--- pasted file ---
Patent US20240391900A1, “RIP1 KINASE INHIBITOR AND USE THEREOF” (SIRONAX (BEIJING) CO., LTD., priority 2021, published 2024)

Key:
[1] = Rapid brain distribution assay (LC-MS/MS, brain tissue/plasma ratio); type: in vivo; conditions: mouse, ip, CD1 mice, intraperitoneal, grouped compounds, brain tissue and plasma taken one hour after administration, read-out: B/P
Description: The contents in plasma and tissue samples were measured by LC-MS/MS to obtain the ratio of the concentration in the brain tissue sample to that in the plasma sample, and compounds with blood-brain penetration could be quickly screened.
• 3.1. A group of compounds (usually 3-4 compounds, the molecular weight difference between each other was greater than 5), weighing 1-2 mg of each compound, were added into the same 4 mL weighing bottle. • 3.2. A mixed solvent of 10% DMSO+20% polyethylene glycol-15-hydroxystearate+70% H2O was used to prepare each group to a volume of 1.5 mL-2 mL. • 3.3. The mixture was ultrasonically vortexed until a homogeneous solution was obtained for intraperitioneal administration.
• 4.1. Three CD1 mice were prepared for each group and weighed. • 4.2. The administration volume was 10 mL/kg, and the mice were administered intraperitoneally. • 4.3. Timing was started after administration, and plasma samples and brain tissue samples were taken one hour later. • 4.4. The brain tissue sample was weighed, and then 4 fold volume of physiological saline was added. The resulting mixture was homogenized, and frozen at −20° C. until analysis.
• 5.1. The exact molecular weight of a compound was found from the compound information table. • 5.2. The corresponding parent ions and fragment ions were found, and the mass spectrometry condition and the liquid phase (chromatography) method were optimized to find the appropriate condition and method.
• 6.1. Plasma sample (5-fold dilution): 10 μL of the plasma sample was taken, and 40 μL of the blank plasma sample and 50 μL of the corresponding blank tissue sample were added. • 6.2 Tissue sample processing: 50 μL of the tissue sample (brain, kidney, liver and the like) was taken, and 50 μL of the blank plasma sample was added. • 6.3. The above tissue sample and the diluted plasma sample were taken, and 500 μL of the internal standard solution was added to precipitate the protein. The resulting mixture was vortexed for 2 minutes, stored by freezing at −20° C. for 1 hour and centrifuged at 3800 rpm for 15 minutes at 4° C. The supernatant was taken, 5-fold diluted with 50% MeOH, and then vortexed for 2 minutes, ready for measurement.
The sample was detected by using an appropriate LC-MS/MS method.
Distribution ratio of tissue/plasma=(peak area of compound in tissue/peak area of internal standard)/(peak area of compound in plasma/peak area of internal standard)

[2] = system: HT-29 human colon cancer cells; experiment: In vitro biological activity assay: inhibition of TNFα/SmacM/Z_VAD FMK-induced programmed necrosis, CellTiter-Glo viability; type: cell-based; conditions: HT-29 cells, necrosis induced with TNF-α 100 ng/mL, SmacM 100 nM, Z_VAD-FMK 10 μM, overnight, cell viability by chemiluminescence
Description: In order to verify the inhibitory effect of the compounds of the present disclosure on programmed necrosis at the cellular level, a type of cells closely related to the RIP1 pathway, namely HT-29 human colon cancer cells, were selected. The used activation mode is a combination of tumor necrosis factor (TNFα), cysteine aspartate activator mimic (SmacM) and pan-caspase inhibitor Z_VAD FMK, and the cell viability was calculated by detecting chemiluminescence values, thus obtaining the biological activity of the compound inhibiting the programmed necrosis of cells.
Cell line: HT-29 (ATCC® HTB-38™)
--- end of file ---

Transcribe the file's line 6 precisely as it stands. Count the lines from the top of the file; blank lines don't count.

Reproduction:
• 4.1. Three CD1 mice were prepared for each group and weighed. • 4.2. The administration volume was 10 mL/kg, and the mice were administered intraperitoneally. • 4.3. Timing was started after administration, and plasma samples and brain tissue samples were taken one hour later. • 4.4. The brain tissue sample was weighed, and then 4 fold volume of physiological saline was added. The resulting mixture was homogenized, and frozen at −20° C. until analysis.